A new report from the American Enterprise Institute (AEI), Do Impacts on Test Scores Even Matter? Lessons from Long-Run Outcomes in School Choice Research, examines whether student achievement scores on math and English language arts tests align with “long-run” attainment outcomes such as high school graduation rates, college enrollment, and college graduation rates. Drawing on a systematic review of the literature, it concludes that the impacts of school choice programs on test scores are not well connected to such attain- ment outcomes, which are presented as more positive. This review considers two issues with the report: consistency and evidence. Regarding consistency, the report’s suggestion that achievement scores should play a smaller role in determining the efficacy of school choice models represents a stunning effort to move the goalposts in search of new justifications for supporting their preferred policies. After decades of pro-school-choice research and advo- cacy promoting test score comparisons with public schools as the primary measurement for evaluating school choice models (e.g., charters and school vouchers), the AEI report now suggests that less attention be given to these learning outcomes. Regarding evidence, the AEI report is riddled with numerous internal inconsistencies in its discussion and treatment of a set of studies that were selected by questionable methods. In view of the 180-degree turn based on questionable evidence, the report — despite the authors’ assertions — is of little use to policymakers.
The 18th edition of the American Legislative Exchange Council’s (ALEC) Report Card on American Education: Ranking State K-12 Performance, Progress, and Reform draws on ratings from market-oriented advocacy groups to grade states in areas such as support for charter schools, availability of vouchers, and permissiveness for homeschooling. The authors contend that these grades are based on “high quality” research demonstrating that the policies for which they award high grades will improve education for all students. This review finds that, contrary to these claims, ALEC’s grades draw selectively from these advocacy groups to make claims that are not supported in the wider, peer-reviewed literature. In fact, the research ALEC highlights is quite shoddy and is unsuitable for supporting its recommendations. The authors’ claims of “a growing body of research” lacks citations; their grading system contradicts the testing data that they report; and their data on alternative teacher research is simply wrong. Overall, ALEC’s Report Card is grounded less in research than in ideological tenets, as reflected in the high grades it assigns to states with unproven and even disproven market-based policies. The report’s purpose appears to be more about shifting control of education to private interests than in improving education.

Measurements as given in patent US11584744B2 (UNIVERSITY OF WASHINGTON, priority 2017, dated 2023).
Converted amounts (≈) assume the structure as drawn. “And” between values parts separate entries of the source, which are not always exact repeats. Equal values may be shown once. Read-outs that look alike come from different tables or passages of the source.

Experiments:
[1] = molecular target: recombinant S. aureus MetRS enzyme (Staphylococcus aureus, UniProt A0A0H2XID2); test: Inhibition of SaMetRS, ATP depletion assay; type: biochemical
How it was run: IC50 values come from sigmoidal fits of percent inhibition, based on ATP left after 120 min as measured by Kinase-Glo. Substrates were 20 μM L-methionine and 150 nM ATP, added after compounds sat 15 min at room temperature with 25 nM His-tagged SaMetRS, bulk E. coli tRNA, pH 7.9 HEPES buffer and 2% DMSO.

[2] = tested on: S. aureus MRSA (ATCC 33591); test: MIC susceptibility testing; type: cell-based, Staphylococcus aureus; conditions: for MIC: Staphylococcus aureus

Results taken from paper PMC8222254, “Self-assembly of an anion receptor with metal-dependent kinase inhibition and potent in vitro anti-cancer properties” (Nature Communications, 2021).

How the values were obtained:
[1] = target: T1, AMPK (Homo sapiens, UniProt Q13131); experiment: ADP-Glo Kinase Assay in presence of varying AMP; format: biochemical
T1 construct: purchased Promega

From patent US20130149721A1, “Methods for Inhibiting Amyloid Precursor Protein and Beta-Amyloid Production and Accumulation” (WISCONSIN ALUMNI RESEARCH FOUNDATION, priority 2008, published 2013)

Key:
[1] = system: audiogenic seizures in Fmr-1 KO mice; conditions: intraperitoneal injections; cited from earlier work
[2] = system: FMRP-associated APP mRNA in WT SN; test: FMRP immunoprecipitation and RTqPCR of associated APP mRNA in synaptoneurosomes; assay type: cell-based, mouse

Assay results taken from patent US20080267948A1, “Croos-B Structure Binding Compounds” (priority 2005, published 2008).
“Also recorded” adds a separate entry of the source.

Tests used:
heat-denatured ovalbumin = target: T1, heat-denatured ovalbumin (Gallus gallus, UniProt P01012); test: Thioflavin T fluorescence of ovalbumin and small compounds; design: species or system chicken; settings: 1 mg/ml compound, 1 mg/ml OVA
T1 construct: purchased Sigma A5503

Competition requires competitors and marketplaces require marketing, this much is simple. The reliance on competition necessitates a mechanism for comparison and selling and it is through such advertisements that a product or brand seek to set themselves apart from one another in the insatiable quest for customers and money. While much on school privatization has been written over the past two decades there remains a dearth in the conversation surrounding one of the most crucial components of the educational marketplace: the use of advertising in the public versus private debate. Thankfully, Catherine DiMartino and Sarah Butler Jessen’s Selling School: The Marketing of Public Education (Teachers College Press, 2018) provides such a conversation. As budgets reflect priorities, it is clear from DiMartino and Jessen’s text that what matters most for education reformers is edvertising their brand and growing for the sake of growing. This has opened the opportunity for edvertising from these organizations to convey deceptive messages to potential parents and students while creating hostile environments for teachers. The muddle of private-public spaces has redefined how we conceive of education and the resulting educational marketplaces. While marketplaces are, by their nature, full of advertisements from competing interests, the key takeaway from Selling School, in my view, is that those pushing privatized education reform are keen on advertising what may very well be nothing but over-hyped snake oil that is a solution in search of a problem.